Abstract These Policy Proposals are the product of a three-year Australian Research Council-funded project on ‘Strengthening the Rule of Law through the UN Security Council’. The project is a collaboration between the Australian National University’s Centre for International Governance and Justice and the Australian Government’s Australian Civil-Military Centre. The project examined the relationship between the Security Council and the rule of law when it uses three of its most prominent tools for the maintenance of international peace and security, namely peace operations, sanctions and force. An important project aim was to develop policy proposals to enhance the Security Council’s ability to strengthen the rule of law when it deploys peace operations, applies sanctions and authorises the use of force. During the course of the Strengthening the Rule of Law project a series of eight workshops were convened, involving highly engaged practitioners and academics. Four workshops took place at the Australian National University in Canberra and four were hosted by the Australian Mission to the United Nations in New York. Each workshop brought together a blend of 25-30 practitioners and academics who were experts and creative thinkers in the area of focus. Two hundred and twelve participants were involved across all workshops,…

Read More

Asian Perspectives on Civil-Military-Police Relations and Coordination in Disaster Management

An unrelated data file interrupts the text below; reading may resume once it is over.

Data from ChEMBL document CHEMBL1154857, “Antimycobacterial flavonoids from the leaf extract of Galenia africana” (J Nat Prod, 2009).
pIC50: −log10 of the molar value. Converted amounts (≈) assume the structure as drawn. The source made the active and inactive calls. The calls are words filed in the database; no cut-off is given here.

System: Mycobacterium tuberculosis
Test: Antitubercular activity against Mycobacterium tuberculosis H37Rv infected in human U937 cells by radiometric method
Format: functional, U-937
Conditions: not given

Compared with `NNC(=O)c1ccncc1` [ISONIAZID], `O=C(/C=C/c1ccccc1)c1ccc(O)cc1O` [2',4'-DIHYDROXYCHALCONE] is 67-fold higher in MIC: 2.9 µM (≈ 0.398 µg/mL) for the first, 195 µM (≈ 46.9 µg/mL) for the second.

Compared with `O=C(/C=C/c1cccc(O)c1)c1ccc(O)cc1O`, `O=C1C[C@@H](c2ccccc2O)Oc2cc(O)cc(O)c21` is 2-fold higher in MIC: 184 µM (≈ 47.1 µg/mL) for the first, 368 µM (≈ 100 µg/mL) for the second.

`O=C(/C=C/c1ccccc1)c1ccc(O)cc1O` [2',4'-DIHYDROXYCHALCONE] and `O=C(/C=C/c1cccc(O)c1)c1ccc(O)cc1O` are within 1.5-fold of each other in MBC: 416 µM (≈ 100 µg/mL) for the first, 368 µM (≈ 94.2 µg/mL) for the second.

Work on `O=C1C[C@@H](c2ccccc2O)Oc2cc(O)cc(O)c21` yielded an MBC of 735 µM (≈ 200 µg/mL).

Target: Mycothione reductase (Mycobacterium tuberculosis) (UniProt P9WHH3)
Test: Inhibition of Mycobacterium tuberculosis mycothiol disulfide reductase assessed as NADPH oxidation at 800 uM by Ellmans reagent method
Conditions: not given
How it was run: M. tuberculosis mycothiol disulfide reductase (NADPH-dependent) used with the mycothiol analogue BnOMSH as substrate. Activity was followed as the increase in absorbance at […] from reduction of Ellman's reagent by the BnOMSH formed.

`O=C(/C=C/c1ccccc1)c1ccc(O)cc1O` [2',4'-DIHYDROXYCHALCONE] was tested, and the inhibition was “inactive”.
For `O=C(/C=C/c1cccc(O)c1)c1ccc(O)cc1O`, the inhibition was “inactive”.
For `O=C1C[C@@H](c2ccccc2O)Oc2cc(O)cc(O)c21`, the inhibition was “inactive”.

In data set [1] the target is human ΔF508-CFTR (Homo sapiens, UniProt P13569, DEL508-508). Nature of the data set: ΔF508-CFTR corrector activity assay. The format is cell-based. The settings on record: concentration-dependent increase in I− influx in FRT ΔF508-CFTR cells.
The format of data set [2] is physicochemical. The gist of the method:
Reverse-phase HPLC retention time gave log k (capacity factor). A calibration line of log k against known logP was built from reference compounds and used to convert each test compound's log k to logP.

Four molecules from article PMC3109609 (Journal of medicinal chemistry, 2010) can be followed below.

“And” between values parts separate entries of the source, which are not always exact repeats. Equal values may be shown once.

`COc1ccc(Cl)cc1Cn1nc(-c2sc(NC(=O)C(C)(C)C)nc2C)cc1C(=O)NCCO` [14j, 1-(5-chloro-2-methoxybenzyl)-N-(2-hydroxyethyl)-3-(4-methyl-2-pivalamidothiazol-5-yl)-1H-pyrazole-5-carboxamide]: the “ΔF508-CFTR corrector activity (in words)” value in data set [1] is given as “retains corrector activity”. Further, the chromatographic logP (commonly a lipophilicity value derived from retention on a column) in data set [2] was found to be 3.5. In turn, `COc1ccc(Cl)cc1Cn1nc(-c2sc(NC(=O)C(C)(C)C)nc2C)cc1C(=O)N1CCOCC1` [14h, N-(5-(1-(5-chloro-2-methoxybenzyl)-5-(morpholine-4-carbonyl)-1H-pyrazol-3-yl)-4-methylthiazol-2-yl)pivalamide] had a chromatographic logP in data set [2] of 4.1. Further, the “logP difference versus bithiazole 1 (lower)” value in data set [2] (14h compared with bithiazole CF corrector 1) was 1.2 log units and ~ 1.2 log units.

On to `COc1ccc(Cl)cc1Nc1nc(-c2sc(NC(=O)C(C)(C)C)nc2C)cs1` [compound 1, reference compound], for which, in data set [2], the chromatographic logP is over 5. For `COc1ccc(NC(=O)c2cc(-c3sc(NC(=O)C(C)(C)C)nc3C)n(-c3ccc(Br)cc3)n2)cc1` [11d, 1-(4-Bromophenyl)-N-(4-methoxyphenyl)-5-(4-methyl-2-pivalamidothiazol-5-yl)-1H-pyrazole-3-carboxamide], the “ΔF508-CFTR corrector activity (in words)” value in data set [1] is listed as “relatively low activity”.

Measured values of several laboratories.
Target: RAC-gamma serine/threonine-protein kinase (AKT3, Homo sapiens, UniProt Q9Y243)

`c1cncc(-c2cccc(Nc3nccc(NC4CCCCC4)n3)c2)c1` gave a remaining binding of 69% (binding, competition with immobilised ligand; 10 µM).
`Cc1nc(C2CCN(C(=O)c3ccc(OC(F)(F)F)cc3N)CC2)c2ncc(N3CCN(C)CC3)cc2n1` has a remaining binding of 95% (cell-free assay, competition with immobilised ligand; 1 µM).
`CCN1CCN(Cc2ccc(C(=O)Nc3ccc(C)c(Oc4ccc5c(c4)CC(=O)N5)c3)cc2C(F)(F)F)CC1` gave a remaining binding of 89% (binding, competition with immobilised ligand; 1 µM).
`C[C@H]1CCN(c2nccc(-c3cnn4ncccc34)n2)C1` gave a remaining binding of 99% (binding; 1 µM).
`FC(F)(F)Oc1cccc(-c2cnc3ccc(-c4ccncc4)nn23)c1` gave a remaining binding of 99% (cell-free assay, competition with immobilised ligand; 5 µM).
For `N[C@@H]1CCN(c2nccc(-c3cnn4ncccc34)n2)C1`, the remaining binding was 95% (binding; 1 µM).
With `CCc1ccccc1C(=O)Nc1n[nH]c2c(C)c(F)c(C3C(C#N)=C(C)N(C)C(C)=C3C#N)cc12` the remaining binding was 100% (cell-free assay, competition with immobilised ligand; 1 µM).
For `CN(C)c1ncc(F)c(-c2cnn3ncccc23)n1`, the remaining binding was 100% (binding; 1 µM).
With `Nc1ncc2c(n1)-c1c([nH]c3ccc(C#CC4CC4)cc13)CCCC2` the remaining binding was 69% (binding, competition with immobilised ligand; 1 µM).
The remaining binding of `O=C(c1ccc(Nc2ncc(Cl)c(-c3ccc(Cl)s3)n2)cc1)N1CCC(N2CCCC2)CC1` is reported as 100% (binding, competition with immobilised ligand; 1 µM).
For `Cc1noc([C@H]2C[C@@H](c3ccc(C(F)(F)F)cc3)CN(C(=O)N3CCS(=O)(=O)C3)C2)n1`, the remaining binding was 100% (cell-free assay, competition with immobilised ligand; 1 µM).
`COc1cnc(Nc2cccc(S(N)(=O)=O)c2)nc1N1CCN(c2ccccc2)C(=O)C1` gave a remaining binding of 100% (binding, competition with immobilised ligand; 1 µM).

Abstract The Asian Perspectives on Civil-Military-Police Relations and Coordination in Disaster Management study explores the historical evolution of civil-military-police relations in Asia and the role that the military plays in Asian societies today in relation to disaster response. It focuses on how military and police actors mandated to respond in natural disasters interact with established response structures such as national/regional/local disaster management agencies along with the international humanitarian system. The study informs international disaster and crisis management stakeholders that are likely to participate in emergency response operations in Asia such as international non-government organisations, the United Nations, regional groupings like ASEAN, and donor governments. Part 2 of the report serves as a stakeholder guide which provides practical insights into Asian perspectives on civil-military-police relations and coordination in disaster management. It assists contributing countries, such as the Australian Government, to understand better the contexts in which they may operate to assist Asian countries in natural disasters and in planning for such engagements. This research explores the socio-political and civil-military-police relations context, and analyses the role that Asian militaries and the civilian humanitarian sector play in responding to disasters. The research contributes to informing and preparing donors and international stakeholders that are…